Smith focuses on the “primacy of revelation,” but one must then question, which revelation, whose revelation, where did this revelation come from, and will there be any more? Smith doesn’t really address the full consequences of Lyotard’s statement that there are no more metanarratives. He just replaces one metanarrative (that of modernism) with another: “But isn’t it curious that God’s revelation to humanity is given not as a collection of propositions or facts but rather within a narrative – a grand sweeping story from Genesis to Revelation?” Yet, strangely, he claims that this is truly postmodern: “Theology is most persistently postmodern when it rejects a lingering correlational false humility and instead speaks unapologetically from the primacy of Christian revelation and the church’s confessional language…Indeed [Radical Orthodoxy] is ‘intended to overcome the pathos of modern theology, and to restore in postmodern terms, the possibility of theology as a metadiscourse.” But in Smith’s paradigm, we still have a “primacy” of a particular revelation, language, and metanarrative / “metadiscourse”.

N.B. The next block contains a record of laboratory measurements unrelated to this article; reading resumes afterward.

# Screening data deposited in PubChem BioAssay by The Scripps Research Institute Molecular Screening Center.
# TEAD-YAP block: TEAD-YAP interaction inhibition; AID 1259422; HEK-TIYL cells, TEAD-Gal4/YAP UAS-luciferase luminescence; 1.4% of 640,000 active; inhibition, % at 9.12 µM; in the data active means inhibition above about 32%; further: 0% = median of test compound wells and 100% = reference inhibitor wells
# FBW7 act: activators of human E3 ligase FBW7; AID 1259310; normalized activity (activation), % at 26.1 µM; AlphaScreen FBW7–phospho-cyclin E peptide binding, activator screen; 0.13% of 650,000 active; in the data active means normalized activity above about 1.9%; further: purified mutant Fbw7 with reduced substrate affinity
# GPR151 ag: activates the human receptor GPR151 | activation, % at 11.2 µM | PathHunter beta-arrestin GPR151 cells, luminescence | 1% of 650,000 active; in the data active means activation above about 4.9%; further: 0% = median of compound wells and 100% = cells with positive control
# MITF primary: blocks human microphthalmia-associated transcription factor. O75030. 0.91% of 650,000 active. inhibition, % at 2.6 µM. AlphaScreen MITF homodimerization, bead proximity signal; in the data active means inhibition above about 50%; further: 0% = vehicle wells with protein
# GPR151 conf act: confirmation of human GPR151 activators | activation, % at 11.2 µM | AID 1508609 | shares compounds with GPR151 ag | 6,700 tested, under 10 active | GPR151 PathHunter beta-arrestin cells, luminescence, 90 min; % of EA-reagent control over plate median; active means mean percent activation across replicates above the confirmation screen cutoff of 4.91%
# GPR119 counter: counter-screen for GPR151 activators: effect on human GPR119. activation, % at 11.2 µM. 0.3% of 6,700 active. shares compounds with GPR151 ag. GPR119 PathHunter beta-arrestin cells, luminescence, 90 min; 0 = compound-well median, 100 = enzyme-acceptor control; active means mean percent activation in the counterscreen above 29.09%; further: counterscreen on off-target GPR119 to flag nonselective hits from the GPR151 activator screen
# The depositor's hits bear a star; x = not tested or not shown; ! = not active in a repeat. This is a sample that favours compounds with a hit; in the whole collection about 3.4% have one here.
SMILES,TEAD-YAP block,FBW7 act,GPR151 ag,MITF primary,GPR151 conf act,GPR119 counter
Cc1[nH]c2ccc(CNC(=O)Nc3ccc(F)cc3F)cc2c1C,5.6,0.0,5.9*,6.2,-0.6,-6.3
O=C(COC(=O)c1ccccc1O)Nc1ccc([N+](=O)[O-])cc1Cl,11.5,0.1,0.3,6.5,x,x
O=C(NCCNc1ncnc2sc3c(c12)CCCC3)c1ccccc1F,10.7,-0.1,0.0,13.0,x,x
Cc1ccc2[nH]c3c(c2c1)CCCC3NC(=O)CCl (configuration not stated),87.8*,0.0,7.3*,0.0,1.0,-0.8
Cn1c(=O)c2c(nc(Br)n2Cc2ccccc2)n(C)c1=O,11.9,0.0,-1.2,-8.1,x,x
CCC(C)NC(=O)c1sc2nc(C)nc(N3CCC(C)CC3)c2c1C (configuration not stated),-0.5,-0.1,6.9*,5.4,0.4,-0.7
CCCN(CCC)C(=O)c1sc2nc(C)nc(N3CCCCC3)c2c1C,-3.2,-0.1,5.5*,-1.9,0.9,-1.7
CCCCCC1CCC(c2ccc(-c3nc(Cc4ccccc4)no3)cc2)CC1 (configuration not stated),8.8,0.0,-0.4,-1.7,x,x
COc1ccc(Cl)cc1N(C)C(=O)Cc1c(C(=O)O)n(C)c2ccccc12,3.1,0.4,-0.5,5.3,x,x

Smith once again puts the Christian (or, the one who accepts his interpretation of the Christian Revelation) into the power position. But this just reinforces Foucault’s observation that knowledge is power, and power is knowledge. Those who “get” the revelation are in power, and those who are in power interpret the revelation in their own language, from their own perspective. But this seems extremely arrogant, let alone dangerous, for if our belief is “fixed,” “locked-in,” then isn’t our concept of God also unchanging? What prevents us from claiming that we comprehend God? And if God can be comprehended, is that truly God? Smith tries to address this issue by making interpretation into a kind of democracy: “the context for understanding a text, thing, or event is established by a community of interpreters who come to an agreement about what constitutes the true interpretation of a text, thing, or event. Given the goals and purpose of a given community, it establishes a consensus regarding the rules that will govern good interpretation.” But who makes up this consensus? Who has a voice in this so-called “community?” This does not address the issue of the other, those outside of a given community, so, as Reiger argues, how can it truly understand how that text, thing or event points to the Wholly Other?